U.S. flag

An official website of the United States government, Department of Justice.

School Safety and School-Based Mental Health Services in a Large Metropolitan School District

NCJ Number
304408
Author(s)
Anna Yaros; James Trudeau; Jason Williams ; Antonio MorganLopez ; Alex Buben; Stefany Ramos; Lissette Saavedra; Terri Dempsey ; Alan Barnosky ; Alex Cowell; Sherri Spinks
Date Published
November 2021
Length
154 pages
Annotation

This is the Final Report of a project in which RTI International partnered with Charlotte Mecklenburg Schools (CMS) in North Carolina to study school safety, using a school-randomized controlled trial (RCT) of three types of school-based mental health (SBMH) services. 

 

Abstract

In addition, a quasi-experimental study compared each of the three SBMH arms to a set of propensity score-matched, non-randomized, non-SBMH comparison schools (n=34). SBMH refers to a range of services potentially provided by mental health professionals in the school building. The current study focused on SBMH because evidence shows that students whose mental-health needs are not met may be more likely to perpetrate school infractions or violence. The schools involved in the current study had existing SBMH services in place for their students through community partners who employed licensed therapists to work in the schools, meeting with students weekly and as needed. Other providers in the  participating schools addressed students mental health needs through school counselors, school social workers, or school psychologists. The study examined three types of SBMH: 1) enhanced treatment, 2) expanded treatment, and 3) treatment as usual. Outcomes were measured by using students and staff survey data and administrative data provided by participating schools. Cost evaluation tools were developed for the study. Overall, there was partial support for hypotheses that “enhanced” SBMH would result in improved school safety and school climate compared with “expanded” SBMH and “treatment as usual;” however, there were also results that did not support these hypotheses. Cost-effective analyses suggested that the costs associated with “expanded” interventions provided the best means of reducing student victimization compared with “enhanced” SBMH. 68 exhibits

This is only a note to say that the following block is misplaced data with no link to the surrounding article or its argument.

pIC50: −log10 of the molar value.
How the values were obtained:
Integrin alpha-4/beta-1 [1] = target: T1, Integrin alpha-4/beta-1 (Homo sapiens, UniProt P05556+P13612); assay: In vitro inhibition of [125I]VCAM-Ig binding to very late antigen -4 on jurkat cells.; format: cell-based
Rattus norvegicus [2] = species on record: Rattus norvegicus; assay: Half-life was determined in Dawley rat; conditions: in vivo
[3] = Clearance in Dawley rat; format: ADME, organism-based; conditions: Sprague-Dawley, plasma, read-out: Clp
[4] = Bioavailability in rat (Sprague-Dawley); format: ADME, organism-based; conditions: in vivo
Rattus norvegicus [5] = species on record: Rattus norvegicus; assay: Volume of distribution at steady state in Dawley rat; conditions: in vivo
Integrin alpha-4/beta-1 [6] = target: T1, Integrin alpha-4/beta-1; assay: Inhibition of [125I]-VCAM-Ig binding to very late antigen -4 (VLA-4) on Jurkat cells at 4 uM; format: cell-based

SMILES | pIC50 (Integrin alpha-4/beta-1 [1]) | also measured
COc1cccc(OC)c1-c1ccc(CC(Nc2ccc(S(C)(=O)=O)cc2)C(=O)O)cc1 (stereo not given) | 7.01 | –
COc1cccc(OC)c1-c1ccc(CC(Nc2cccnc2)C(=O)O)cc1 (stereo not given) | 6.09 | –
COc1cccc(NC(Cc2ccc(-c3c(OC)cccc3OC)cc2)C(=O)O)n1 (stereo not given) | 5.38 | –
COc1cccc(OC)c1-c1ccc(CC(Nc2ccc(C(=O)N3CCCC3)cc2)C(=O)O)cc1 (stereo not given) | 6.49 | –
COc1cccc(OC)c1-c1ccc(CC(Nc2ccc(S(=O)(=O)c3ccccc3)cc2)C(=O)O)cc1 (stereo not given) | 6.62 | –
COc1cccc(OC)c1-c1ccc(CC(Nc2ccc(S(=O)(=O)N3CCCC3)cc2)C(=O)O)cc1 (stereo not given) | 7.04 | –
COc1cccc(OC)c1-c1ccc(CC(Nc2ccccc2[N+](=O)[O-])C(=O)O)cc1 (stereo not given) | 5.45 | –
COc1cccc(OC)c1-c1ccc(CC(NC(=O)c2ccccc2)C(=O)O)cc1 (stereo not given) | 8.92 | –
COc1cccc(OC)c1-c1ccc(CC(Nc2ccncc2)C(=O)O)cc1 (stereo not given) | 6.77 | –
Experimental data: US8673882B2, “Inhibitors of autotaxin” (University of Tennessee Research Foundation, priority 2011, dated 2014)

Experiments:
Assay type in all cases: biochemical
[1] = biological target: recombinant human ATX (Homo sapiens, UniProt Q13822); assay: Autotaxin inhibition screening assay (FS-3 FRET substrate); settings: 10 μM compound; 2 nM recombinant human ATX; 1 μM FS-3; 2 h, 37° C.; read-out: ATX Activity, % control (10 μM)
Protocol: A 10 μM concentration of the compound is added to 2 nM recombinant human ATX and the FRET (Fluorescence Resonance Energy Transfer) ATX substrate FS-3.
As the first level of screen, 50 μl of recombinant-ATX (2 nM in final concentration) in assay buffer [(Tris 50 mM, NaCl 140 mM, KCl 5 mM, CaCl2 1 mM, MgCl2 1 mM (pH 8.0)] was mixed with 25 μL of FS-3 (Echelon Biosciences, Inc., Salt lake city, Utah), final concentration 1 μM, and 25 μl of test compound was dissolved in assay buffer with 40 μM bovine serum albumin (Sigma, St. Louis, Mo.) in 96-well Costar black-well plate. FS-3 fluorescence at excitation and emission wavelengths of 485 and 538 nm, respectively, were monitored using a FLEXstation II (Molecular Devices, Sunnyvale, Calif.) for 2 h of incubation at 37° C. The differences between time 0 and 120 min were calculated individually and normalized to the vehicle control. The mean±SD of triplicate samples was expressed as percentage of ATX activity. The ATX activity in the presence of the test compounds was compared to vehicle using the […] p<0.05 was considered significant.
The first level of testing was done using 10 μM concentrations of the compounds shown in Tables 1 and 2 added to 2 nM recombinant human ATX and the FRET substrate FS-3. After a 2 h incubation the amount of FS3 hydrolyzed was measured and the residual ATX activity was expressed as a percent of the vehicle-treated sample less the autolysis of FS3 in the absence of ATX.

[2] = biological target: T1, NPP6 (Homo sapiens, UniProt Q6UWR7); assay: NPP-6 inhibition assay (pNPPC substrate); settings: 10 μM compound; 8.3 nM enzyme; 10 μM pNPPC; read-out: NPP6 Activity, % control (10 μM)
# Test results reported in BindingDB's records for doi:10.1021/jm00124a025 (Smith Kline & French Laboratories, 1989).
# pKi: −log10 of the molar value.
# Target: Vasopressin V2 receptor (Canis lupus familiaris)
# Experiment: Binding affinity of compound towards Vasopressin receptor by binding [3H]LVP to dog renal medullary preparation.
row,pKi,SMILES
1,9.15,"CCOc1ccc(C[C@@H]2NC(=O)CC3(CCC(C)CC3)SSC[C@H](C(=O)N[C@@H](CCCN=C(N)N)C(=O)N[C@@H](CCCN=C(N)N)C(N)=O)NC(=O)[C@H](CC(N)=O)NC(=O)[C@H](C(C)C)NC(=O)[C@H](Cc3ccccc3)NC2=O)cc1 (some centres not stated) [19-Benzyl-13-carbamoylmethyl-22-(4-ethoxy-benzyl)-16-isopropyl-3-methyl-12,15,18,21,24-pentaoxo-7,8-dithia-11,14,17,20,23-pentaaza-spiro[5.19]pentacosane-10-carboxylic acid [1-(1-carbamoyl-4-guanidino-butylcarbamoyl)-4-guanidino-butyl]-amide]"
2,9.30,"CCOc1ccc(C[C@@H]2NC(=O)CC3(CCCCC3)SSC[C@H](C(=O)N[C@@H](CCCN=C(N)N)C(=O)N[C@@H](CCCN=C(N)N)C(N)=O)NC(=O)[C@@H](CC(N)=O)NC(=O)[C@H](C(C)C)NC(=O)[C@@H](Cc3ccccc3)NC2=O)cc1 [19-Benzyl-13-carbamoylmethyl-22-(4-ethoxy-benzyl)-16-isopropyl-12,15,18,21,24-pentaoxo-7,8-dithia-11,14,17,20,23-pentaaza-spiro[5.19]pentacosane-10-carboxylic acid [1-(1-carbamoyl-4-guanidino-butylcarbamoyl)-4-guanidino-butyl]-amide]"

Date Published: November 1, 2021